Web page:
A charitable, crowdfunded boost for creative projects

A charitable, crowdfunded boost for creative projects

The Arts Foundation is building a crowdfunding website that it predicts will raise millions every year upon its launch in September, with a charitable twist.

The site, boosted.org.nz, will accept submissions from projects for listing. Much like on leading US crowdfunding site kickstarter.com, projects will have a profile page featuring an explanation, promo video, and funding goal. Donors can pledge at different levels.

All pledges are made to the Arts Foundation and if the project meets its funding goal, the organisation will convert the pledge to a donation and will grant an amount equivalent to all the donations received for the project, less an administration fee (a spokesperson said this would be no more than 10 percent, although the amount is yet to be finalised. Kickstarter takes a 5 percent cut, plus any credit card fees of up to 5 percent).

The donor gets a receipt from the Arts Foundation and can use this to get a tax deduction or tax credit. The Arts Foundation says it has received a non-binding ruling from the IRD confirming donations to pre-approved projects on Boosted will be treated as charitable donations to the foundation.

If the project fails to reach its funding goal, pledges will not be converted to donations, except for the administration fee. A receipt will be issued to the donor for the administration fee only. 

One thing Boosted won't have is the ability for projects to offer rewards in return for pledges, in order to protect the charitable status of donations. 

However, projects on Pledgeme, our local equivalent of Kickstarter for creative endeavours, do allow for that feature, for those who prefer something tangible as a souvenir rather than a tax break.

The Lion Foundation has issued a grant for Boosted, which will accept all kinds of creative projects, including music, dance, theatre, moving image, visual arts, literature, cultural and others, of all sizes.

“We are pouring our knowledge of private giving into Boosted in order to grow a new generation of donors for the arts," said Arts Foundation executive director Simon Bowden.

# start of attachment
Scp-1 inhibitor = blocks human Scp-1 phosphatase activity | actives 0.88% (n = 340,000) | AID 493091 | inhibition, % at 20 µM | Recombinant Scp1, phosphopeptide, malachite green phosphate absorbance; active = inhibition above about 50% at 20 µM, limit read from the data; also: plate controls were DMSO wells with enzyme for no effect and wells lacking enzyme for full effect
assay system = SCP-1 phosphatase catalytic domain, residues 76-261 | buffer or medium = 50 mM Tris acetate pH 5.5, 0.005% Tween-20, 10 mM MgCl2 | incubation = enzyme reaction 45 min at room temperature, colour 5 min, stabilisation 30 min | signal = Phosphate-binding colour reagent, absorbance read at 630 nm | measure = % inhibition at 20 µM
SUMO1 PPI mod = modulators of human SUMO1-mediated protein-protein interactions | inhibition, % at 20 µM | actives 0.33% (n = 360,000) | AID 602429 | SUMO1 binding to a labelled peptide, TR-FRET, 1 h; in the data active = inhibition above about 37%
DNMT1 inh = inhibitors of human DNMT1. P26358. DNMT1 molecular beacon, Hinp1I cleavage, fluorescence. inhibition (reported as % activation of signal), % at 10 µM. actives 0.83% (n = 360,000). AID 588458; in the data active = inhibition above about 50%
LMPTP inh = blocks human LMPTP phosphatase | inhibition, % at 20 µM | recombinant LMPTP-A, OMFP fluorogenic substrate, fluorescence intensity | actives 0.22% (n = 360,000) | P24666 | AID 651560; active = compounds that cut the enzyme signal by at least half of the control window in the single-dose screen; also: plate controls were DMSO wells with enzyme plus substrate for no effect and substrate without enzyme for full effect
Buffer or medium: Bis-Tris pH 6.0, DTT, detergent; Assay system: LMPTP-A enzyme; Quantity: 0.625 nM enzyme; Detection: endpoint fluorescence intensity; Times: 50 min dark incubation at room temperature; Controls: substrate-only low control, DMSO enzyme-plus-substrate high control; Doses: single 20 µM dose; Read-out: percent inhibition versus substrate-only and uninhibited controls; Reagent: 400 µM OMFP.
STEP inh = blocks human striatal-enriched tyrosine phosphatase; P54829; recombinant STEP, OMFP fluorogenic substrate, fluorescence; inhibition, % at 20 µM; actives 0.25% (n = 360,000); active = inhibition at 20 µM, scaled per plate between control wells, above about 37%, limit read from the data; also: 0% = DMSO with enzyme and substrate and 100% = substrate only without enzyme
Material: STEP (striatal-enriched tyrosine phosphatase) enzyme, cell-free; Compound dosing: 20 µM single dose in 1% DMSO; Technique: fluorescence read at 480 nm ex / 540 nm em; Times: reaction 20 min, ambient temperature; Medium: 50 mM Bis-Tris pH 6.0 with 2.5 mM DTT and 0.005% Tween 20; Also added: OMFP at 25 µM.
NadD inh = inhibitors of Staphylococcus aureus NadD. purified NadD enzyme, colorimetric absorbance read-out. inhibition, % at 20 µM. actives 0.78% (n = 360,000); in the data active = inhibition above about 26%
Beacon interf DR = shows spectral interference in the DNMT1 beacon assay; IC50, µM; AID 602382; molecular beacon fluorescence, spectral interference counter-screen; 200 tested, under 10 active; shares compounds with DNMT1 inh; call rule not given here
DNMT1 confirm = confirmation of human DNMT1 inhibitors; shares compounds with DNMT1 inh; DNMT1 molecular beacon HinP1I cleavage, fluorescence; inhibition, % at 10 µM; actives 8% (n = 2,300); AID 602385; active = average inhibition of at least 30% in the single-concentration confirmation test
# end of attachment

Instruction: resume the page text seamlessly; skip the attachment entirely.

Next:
"We expect to create literally thousands of philanthropists for the arts, albeit mostly at modest levels. In the world of crowdfunding every dollar counts. We believe that many donors who initially give small amounts to projects on Boosted will be able to give more in the future."

In a statement, the foundation said New Zealanders compare favourably with other nations for donating to charitable causes. However, New Zealand does not have the wealth of countries such as the US - famous for multi-million dollar gifts to the arts.

Bowden first learned of crowdfunding while on a US government-funded programme in August 2010. He met with United States Artists in Los Angeles, one of the only other agencies to create an arts crowdfunding website that offers tax deduction to donors. A recent article in the New York Times compared the success rate of projects being funded on its site USA Projects of 75 percent with 44 percent on Kickstarter, citing tax deduction as the likely reason.

Taika Waititi, who raised more than $100,000 to launch Boy in the US with help from Kickstarter, said: "The arts need all the support they can get, so it's great news that the Arts Foundation is building a purpose built crowdfunding site for New Zealand."

Kickstarter estimates it will raise US$150 million for projects this year.

According to Bowden: "Crowdfunding is a revolution. It is about empowering artists to inspire people to join their endeavours."

He said the most exciting outcome of crowdfunding is its potential to create cultural change.

"Artists who are successful in using crowdfunding will have new encouragement to articulate their vision based on their personal aspirations. Audiences will have a new means of participating in the arts as investors in the creative process."